Freddy Acuña, his wife Sandra López and their son on Farm Community El Jobo. Freddy and Sandra are members of the Flor de Pancasán cooperative and are receiving assistance from LWR to help them achieve food security.

India

Farmers in areas of Bihar State in India experience food insecurity four to five months a year due to low agricultural production, irregular income from agricultural labor and limited irrigation facilities. To provide for their families, many men migrate looking for work. Women take on time-consuming agricultural tasks, such as weeding, transplanting and harvesting crops, while also leaving their homes in the early morning to collect timber and completing other household duties. LWR is working to increase agricultural production among farmers to provide year-round household income to meet food and other basic needs within three years. The project also aims to improve understanding of gender roles between men and women, through behavior change communication sessions that address women’s time constraints and their involvement in less productive household economic activities.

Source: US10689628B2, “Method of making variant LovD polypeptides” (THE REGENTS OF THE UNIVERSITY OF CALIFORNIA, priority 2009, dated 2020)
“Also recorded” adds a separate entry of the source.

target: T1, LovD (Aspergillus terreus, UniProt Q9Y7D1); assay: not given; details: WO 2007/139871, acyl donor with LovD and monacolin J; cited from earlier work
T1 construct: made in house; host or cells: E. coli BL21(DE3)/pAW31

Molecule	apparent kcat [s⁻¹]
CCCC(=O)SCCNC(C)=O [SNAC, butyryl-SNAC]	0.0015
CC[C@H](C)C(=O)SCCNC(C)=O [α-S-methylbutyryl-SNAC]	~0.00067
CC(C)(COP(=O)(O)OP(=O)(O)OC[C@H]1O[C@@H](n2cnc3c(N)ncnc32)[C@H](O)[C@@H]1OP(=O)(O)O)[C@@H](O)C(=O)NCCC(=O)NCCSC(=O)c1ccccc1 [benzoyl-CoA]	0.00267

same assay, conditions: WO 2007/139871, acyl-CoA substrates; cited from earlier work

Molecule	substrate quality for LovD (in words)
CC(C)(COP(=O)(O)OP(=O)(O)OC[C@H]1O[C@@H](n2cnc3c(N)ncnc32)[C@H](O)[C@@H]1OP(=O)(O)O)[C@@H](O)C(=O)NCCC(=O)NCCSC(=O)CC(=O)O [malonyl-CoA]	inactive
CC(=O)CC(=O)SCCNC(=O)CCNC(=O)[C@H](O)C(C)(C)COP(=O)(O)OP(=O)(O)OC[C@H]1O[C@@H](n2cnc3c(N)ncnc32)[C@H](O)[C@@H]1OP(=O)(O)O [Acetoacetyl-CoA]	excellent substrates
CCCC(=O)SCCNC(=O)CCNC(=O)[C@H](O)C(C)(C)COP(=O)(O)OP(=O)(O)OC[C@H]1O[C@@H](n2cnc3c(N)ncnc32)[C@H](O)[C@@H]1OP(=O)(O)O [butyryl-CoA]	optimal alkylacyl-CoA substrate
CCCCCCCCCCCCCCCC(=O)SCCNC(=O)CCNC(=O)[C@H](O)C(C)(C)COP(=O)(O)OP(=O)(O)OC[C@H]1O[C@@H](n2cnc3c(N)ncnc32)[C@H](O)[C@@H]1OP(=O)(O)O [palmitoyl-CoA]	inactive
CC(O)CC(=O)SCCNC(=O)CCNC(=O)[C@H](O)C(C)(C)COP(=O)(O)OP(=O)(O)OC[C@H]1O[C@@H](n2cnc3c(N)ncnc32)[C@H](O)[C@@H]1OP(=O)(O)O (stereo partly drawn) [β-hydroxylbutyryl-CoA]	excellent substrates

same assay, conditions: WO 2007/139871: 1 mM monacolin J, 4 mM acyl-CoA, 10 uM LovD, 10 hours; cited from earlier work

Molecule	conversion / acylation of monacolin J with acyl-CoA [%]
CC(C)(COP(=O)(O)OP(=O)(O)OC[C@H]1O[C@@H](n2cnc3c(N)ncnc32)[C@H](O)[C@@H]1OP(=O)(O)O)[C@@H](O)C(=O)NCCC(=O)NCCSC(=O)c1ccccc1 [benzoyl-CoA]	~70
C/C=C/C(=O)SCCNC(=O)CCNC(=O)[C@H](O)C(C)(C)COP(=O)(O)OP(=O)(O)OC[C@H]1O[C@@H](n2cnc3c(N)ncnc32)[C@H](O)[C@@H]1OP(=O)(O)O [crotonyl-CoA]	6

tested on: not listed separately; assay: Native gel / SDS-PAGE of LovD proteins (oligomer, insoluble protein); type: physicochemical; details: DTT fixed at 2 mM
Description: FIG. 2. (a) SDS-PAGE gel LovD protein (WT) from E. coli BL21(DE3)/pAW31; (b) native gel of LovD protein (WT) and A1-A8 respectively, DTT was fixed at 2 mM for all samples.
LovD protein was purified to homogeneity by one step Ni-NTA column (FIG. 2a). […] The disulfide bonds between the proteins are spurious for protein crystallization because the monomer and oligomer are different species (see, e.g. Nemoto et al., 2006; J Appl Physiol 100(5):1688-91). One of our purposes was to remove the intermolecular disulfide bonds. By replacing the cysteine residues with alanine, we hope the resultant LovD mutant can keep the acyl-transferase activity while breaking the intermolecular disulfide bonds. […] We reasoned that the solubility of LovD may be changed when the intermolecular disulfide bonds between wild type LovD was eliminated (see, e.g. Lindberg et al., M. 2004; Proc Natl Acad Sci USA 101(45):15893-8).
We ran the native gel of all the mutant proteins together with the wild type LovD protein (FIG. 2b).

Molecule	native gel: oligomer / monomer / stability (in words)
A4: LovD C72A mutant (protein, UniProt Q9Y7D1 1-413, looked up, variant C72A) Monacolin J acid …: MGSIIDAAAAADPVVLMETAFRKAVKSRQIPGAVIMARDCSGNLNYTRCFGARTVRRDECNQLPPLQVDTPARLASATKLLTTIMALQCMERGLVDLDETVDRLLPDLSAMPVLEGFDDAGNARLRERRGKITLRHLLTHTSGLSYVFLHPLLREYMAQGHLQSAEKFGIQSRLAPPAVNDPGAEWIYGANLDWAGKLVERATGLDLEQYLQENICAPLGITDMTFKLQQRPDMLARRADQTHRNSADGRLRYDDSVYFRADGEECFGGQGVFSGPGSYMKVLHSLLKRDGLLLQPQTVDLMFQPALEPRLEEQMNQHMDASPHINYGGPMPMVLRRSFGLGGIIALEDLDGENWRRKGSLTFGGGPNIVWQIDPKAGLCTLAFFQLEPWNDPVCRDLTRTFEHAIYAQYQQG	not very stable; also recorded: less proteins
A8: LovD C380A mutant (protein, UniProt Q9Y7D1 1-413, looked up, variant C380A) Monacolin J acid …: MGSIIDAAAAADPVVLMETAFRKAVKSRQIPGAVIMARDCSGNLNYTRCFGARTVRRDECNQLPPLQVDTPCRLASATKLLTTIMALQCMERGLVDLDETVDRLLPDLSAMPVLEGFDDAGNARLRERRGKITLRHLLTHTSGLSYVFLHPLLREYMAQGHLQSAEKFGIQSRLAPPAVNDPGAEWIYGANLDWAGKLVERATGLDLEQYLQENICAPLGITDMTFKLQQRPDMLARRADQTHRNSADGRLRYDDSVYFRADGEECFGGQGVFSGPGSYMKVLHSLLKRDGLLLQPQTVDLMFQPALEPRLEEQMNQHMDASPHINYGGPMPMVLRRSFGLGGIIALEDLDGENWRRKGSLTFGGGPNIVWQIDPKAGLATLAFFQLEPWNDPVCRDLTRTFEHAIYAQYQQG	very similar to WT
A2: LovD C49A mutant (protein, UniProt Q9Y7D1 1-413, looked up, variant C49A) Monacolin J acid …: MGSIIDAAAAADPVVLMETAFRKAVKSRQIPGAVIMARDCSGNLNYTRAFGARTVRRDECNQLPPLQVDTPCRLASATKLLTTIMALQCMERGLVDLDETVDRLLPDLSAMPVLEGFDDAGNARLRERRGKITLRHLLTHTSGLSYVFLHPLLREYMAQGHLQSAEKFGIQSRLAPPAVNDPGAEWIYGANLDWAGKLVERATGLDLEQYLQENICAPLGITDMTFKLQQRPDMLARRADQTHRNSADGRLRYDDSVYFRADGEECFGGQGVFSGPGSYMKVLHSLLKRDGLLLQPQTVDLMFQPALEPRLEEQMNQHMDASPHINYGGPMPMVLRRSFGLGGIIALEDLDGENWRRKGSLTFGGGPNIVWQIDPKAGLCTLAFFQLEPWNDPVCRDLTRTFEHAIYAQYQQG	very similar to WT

LWR’s Kat Fiske recently returned from a visit to India where she met a group of women who, with the help of people like you, literally put their village on the map. Read their inspiring story!

LWR is working in Bihar State to increase agricultural production among farmers to provide year-round household income to meet food and other basic needs within three years.
LWR is working in Bihar State to increase agricultural production among farmers to provide year-round household income to meet food and other basic needs within three years.

Your support helps women and men benefit equally from LWR’s development work, bringing us closer to achieving gender equity – the kind of change demanded by the Global Goals.